Paul Erickson, the former boyfriend of Russian agent Maria Butina, has pleaded guilty to fraud charges related to payments he received in a real estate investment scam. Prosecutors had said he swindled more than $1 million out of business investors over 20 years.
Erickson, a longtime Republican operative of Sioux Falls, South Dakota, agreed to a plea deal on one count of wire fraud and one count of money laundering on Monday, court documents show. Each of the two charges carries a maximum sentence of 20 years in prison.
Under the plea agreement, all remaining counts in an 11-count indictment filed against him in February will be dismissed, which his attorney said will resolve “all charges leveled against him regarding his business practices of many years.”
“This ordeal for Mr. Erickson will come to an end,” his attorney, Clint Sargent, said in an email to HuffPost on Tuesday.
The investment scams appeared to be unrelated to Butina, who in December pleaded guilty to conspiracy to act as an unregistered foreign agent.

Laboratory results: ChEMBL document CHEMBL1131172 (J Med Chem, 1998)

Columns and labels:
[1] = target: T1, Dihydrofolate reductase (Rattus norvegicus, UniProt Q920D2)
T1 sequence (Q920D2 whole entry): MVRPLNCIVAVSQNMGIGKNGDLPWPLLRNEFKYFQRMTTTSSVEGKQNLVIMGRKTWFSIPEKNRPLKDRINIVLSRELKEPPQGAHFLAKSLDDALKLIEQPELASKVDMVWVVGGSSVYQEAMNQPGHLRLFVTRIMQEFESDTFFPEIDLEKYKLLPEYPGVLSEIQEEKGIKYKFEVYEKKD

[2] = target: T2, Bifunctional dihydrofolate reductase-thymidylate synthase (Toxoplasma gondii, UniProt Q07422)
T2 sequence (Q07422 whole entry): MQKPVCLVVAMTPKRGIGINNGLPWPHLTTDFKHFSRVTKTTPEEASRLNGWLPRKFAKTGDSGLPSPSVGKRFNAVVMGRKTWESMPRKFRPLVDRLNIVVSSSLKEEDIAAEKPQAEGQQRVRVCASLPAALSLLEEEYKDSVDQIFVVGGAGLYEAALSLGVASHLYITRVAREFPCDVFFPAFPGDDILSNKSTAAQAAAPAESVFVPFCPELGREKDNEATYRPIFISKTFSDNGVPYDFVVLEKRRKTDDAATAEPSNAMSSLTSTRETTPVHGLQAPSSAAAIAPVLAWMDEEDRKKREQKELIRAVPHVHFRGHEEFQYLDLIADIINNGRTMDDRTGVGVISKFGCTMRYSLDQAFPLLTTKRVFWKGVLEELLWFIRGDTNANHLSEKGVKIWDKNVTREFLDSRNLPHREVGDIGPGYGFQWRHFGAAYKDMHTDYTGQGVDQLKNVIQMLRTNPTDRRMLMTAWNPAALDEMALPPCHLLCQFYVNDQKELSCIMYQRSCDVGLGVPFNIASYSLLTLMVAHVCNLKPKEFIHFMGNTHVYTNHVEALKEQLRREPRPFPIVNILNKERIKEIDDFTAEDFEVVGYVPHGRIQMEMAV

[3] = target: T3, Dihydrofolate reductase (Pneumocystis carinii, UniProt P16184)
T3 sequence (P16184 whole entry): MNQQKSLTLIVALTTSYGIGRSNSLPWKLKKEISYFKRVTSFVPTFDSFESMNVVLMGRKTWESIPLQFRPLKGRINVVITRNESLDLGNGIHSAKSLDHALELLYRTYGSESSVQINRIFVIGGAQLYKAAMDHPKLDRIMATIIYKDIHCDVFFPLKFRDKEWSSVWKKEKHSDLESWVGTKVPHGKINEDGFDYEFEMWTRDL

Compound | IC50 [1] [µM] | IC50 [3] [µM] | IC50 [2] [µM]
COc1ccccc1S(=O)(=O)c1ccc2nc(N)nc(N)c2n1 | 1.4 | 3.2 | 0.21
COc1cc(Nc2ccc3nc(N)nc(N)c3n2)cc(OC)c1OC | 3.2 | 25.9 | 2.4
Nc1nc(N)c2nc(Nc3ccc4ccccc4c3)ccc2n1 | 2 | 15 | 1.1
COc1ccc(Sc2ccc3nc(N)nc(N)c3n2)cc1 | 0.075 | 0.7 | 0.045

In her plea agreement, she said she “sought to establish unofficial lines of communication with Americans having power and influence over U.S. politics.” She said Erickson helped her, with him having ties to the National Rifle Association.
In a two-page statement, Erickson admitted to conning investors, including one individual, only identified as D.G., out of $100,000. This followed him promising to invest the money in real estate and home construction for substantial returns.
He said he instead pocketed the money and transferred $1,000 of D.G.’s funds to an individual only identified as “M.B.,” leading to the money laundering charge.
Prosecutors had painted Erickson as a longtime scammer, who from 1996 to 2018 bilked more than $1 million from investors through various businesses, including a wheelchair business called “Investing with Dignity.” Another one of his shams included raising funds to develop senior residential care facilities.
“The object and purpose of the scheme was for Defendant to unjustly enrich himself at the expense of people he defrauded,” prosecutors said in the earlier indictment that Erickson pleaded not guilty to in February.
Butina, who served 15 months in a Florida prison before being deported to Russia, later denied being a spy and attempting to influence American politics in her first U.S. interview after she was incarcerated.